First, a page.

Anybody lucky enough to drive through the county of Suffolk in England may notice that many of the villages and towns have wooden beam houses painted an unusual shade of pink. Known as Suffolk Pink, this traditional tint has been used in the county since the 14th century.
Researchers believe that the story of Suffolk Pink began after local dyers, working in Suffolk’s medieval wool trade, began using pig’s blood to thicken their paint. That’s right; the quaint and twee pink, which decorates the streets of cottages and wonky houses, is the byproduct of pig blood mixed into the limewash paint used to protect these ancient houses for so long. The resulting color became so popular that the juice of berries such as sloe, elder, and blackthorn was added to further deepen and enhance the pink.
Many of these houses stand out not only for their rosy hue, but also the crooked angle at which they stand, leaning against each other and looming over the street below at times. This resulted from the speed at which the original houses were built. A boom in wool production in the town required many larger houses to be built to match the growing population and their new wealth. This sudden need for beamed houses led to the use of green wood, or timber that had not been properly dried. This hurried construction choice led to the wood warping as it dried, and ultimately the twisted, and iconic, houses we have seen since.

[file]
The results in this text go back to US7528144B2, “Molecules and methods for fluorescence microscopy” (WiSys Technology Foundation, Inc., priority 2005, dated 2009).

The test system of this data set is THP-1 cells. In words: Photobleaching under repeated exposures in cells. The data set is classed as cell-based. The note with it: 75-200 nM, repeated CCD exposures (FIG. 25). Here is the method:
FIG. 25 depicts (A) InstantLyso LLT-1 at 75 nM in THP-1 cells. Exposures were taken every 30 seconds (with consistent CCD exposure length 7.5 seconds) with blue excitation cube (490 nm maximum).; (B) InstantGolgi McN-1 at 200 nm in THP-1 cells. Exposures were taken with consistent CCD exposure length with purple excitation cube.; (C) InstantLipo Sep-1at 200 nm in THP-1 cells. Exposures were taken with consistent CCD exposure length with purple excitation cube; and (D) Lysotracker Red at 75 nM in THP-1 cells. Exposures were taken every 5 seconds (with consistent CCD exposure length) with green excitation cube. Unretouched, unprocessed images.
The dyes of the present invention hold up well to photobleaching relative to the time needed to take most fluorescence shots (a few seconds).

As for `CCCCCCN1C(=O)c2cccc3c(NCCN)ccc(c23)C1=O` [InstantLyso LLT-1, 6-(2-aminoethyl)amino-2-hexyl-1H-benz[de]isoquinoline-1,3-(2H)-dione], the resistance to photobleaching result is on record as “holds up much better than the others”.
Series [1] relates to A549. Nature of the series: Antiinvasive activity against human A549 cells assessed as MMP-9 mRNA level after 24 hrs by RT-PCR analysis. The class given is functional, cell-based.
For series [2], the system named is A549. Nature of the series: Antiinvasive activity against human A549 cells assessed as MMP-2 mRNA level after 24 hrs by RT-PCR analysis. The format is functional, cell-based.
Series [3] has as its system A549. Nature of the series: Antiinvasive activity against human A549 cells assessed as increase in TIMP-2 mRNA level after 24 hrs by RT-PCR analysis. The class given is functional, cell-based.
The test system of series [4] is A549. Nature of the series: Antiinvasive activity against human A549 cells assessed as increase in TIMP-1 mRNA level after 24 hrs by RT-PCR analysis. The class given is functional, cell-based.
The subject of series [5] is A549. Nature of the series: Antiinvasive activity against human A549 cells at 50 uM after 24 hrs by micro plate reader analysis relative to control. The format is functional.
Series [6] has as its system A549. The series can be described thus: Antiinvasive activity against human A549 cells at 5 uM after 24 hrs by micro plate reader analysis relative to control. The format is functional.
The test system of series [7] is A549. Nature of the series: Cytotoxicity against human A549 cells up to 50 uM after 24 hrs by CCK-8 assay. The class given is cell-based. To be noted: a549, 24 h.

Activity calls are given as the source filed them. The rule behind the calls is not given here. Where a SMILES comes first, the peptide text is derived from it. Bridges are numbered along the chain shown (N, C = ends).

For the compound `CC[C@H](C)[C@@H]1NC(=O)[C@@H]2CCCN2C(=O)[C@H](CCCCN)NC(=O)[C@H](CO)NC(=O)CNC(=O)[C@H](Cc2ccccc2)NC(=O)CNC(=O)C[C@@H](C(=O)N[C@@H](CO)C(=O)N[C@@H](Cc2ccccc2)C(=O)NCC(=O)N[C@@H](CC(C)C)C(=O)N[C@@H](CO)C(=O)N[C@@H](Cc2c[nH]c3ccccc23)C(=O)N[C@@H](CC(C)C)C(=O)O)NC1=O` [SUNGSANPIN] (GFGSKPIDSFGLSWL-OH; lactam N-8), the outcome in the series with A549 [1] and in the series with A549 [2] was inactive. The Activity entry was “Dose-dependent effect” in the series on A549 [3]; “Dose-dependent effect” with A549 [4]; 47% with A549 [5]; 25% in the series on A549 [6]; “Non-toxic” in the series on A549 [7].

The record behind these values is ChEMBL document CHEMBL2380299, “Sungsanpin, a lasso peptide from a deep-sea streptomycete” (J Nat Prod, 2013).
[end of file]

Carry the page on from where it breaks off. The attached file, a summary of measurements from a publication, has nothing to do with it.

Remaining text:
The fairytale-esque pairing of contortion and color creates streets that even famed author Robert Louis Stevenson felt “ought to be in a novel.” This feeling resonated with the location scouts of the penultimate Harry Potter film since one of the town’s most iconic houses was used as part of Godric’s Hollow, the birthplace of the boy wizard.